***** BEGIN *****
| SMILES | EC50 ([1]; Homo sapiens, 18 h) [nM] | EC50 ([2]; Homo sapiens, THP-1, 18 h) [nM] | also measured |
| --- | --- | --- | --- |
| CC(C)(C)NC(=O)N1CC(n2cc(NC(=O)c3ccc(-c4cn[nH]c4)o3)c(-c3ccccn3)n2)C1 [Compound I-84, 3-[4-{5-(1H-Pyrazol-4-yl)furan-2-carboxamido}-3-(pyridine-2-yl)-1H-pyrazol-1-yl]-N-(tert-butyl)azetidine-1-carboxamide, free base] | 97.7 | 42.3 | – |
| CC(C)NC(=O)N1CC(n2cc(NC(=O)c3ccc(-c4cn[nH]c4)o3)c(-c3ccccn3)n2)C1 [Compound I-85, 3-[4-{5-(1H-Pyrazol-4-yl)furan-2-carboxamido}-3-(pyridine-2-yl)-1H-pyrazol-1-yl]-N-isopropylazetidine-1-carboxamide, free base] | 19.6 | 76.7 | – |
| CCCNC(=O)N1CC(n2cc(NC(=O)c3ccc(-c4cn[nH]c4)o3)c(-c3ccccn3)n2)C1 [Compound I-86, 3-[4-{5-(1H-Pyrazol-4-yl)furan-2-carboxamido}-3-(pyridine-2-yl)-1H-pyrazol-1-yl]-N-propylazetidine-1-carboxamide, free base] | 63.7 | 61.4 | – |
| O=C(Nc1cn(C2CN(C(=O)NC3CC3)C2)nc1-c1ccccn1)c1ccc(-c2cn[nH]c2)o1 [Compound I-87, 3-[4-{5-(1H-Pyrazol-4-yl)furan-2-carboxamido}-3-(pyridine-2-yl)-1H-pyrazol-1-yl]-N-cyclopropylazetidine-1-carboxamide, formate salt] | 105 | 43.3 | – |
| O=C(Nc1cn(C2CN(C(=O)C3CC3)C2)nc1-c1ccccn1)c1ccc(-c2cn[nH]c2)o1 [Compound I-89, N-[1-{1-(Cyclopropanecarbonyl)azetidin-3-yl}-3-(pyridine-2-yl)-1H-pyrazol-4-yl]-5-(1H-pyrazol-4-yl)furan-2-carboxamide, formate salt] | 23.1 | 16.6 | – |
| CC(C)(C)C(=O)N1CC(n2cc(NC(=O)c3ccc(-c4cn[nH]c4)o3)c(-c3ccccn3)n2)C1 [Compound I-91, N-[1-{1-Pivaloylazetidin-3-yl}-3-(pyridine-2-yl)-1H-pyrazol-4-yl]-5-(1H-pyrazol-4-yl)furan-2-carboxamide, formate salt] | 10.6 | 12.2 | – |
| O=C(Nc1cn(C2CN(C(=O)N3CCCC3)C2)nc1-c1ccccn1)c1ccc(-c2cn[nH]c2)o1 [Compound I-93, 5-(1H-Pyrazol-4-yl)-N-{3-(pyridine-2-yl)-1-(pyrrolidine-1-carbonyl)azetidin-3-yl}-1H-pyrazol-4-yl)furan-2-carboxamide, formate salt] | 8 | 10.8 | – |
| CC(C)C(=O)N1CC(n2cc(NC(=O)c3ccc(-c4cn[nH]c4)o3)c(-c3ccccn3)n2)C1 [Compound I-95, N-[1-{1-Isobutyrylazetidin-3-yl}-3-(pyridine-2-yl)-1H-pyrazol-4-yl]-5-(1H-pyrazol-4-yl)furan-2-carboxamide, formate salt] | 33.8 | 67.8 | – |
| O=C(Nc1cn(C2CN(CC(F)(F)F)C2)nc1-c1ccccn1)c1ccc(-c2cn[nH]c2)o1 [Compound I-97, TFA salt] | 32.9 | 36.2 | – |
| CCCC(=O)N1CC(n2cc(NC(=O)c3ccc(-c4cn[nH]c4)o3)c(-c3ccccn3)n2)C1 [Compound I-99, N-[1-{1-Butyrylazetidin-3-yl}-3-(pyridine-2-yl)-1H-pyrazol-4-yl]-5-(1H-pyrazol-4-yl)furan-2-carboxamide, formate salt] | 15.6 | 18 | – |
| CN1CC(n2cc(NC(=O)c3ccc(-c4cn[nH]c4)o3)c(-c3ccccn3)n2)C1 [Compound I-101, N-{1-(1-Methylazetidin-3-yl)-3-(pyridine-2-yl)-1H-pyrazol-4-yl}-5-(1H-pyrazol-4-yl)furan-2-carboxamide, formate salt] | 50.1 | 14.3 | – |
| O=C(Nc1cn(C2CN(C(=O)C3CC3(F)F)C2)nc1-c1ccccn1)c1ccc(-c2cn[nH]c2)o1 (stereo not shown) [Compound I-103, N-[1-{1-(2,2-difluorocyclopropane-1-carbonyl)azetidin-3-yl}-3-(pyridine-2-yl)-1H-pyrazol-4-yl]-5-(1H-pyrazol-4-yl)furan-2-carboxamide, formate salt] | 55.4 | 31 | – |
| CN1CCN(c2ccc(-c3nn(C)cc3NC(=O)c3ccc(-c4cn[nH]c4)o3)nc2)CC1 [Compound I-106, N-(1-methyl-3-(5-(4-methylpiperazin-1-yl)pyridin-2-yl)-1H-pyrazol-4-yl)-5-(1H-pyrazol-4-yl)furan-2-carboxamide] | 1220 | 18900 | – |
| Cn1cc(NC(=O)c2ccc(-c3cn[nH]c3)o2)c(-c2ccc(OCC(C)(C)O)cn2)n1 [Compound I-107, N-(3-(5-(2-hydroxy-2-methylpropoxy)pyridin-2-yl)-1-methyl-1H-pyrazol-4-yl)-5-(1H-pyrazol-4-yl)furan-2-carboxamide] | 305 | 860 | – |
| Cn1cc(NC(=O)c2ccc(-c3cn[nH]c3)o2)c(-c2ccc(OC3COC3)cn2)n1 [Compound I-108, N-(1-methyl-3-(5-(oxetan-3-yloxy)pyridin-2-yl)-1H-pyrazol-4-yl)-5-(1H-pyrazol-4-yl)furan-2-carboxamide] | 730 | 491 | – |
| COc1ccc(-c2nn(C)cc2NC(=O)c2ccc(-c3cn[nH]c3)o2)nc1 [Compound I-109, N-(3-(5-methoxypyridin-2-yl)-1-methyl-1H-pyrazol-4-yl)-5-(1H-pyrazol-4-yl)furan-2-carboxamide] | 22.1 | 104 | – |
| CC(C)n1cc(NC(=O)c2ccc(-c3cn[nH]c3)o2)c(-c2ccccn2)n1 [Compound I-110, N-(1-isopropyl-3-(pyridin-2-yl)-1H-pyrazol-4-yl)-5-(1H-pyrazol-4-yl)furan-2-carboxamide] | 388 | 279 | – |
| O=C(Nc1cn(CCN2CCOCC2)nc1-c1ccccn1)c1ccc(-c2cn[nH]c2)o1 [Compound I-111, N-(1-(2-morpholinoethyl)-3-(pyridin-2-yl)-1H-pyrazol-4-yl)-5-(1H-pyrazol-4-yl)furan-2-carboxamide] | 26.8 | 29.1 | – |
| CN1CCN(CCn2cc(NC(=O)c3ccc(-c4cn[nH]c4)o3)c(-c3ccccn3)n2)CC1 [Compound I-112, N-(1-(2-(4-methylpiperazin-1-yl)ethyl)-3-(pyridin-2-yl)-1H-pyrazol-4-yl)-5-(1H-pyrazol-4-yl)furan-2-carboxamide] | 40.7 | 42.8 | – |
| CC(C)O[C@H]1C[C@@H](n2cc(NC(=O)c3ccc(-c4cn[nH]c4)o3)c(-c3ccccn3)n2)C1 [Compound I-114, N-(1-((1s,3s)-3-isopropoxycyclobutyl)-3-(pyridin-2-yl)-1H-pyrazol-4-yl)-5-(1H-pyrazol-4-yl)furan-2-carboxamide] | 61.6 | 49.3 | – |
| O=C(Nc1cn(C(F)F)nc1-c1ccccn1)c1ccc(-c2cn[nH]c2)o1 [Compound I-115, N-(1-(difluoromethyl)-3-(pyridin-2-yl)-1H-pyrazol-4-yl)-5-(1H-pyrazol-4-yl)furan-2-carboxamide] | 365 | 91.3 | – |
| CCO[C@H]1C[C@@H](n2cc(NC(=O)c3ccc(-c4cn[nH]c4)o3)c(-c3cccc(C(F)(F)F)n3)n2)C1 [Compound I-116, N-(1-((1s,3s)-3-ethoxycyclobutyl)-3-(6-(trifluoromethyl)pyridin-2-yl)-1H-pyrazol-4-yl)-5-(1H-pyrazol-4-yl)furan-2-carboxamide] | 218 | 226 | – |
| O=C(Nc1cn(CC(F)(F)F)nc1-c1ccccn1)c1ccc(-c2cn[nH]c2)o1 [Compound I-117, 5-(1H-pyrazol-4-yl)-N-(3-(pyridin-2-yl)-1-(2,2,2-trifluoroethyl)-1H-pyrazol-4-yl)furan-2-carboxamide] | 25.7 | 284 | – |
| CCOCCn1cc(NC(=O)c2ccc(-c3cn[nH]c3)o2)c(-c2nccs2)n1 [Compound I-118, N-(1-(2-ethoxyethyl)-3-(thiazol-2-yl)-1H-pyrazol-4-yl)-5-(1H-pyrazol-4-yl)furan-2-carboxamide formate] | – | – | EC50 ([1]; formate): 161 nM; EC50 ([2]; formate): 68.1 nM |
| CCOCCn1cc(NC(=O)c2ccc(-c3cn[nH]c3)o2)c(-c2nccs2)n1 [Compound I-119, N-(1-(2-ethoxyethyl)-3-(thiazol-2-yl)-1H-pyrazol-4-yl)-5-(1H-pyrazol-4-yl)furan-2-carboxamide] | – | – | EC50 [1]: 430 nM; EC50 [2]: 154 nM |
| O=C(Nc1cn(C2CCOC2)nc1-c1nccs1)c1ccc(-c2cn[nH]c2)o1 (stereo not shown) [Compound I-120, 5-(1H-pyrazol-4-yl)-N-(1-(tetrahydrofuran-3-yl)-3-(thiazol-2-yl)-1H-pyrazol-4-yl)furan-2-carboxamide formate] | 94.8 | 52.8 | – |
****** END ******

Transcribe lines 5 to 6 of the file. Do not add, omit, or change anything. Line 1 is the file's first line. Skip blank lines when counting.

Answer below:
| CCCNC(=O)N1CC(n2cc(NC(=O)c3ccc(-c4cn[nH]c4)o3)c(-c3ccccn3)n2)C1 [Compound I-86, 3-[4-{5-(1H-Pyrazol-4-yl)furan-2-carboxamido}-3-(pyridine-2-yl)-1H-pyrazol-1-yl]-N-propylazetidine-1-carboxamide, free base] | 63.7 | 61.4 | – |
| O=C(Nc1cn(C2CN(C(=O)NC3CC3)C2)nc1-c1ccccn1)c1ccc(-c2cn[nH]c2)o1 [Compound I-87, 3-[4-{5-(1H-Pyrazol-4-yl)furan-2-carboxamido}-3-(pyridine-2-yl)-1H-pyrazol-1-yl]-N-cyclopropylazetidine-1-carboxamide, formate salt] | 105 | 43.3 | – |